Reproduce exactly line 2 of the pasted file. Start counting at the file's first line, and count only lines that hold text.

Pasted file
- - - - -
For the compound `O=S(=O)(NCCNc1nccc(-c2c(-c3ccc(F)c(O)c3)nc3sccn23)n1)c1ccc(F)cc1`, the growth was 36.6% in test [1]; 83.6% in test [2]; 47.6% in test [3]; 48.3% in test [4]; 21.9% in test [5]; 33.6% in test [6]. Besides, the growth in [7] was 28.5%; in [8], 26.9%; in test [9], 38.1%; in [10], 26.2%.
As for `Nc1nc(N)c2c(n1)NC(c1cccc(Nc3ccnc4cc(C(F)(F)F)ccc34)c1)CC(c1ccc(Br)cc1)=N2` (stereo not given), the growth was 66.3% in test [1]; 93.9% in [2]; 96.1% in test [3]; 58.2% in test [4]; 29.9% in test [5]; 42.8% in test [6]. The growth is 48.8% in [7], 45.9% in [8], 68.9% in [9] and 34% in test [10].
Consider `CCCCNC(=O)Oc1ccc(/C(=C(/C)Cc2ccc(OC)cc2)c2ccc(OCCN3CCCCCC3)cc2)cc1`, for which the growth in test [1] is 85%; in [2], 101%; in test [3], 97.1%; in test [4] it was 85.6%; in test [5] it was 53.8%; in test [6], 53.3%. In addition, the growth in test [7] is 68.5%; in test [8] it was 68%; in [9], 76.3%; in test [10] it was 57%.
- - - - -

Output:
As for `Nc1nc(N)c2c(n1)NC(c1cccc(Nc3ccnc4cc(C(F)(F)F)ccc34)c1)CC(c1ccc(Br)cc1)=N2` (stereo not given), the growth was 66.3% in test [1]; 93.9% in [2]; 96.1% in test [3]; 58.2% in test [4]; 29.9% in test [5]; 42.8% in test [6]. The growth is 48.8% in [7], 45.9% in [8], 68.9% in [9] and 34% in test [10].